Paleoseismologic Evidence for Holocene Activity on the Pinto Mountain Fault, Twentynine Palms, California

Ana Marisa Cadena
February 2013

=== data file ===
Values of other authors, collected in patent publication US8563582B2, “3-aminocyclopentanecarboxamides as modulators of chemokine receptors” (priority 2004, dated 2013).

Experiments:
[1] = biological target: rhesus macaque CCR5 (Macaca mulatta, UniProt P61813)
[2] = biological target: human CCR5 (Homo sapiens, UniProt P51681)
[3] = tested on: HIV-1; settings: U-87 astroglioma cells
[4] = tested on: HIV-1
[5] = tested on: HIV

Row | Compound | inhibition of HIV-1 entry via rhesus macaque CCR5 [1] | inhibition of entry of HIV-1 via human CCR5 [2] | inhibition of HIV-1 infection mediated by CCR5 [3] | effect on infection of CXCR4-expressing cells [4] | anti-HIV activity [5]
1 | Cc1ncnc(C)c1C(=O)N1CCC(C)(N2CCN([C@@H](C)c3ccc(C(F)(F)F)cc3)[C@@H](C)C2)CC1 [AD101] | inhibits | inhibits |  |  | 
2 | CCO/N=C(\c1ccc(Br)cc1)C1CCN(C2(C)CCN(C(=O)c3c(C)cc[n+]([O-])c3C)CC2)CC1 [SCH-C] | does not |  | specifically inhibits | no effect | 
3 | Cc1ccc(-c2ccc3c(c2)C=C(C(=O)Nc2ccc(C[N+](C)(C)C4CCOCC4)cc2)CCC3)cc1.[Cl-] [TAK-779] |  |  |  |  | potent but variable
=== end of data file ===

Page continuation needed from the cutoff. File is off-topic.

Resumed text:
Excavations across the Pinto Mountain fault in Twentynine Palms, California exposed faulted strata across a 32-m wide zone. Trench wall exposures revealed clear evidence for five ground-rupturing events during the Holocene, and two additional events in the late Pleistocene. Optically stimulated luminescence ages from alluvial sediments suggest that the most recent event occurred between 1.7-2.9 ka B.P. and the penultimate event between 2.7-4.2 ka B.P.. Prior to the penultimate event, there were five ground-rupturing earthquakes on the eastern Pinto Mountain fault between 3.5-13.6 ka B.P.. The average recurrence interval since 13.3-13.6 ka B.P. is 1510-1680 years, and 1200-1500 years in the last 8.3-9.4 ka B.P.. Geomorphic evidence from offset streams southeast of Donnell Hill and offset gravel bars south and east of the Oasis of Mara suggests two to four meters of slip in the most recent event. Assuming three meters as characteristic displacement and seven events in 13.6 ka yields a Holocene slip rate of 1.59-1.80 mm yr-1. This rate greatly improves upon previously reported slip rate estimates inferred from the cumulative offset of crystalline bedrock contacts and structure.

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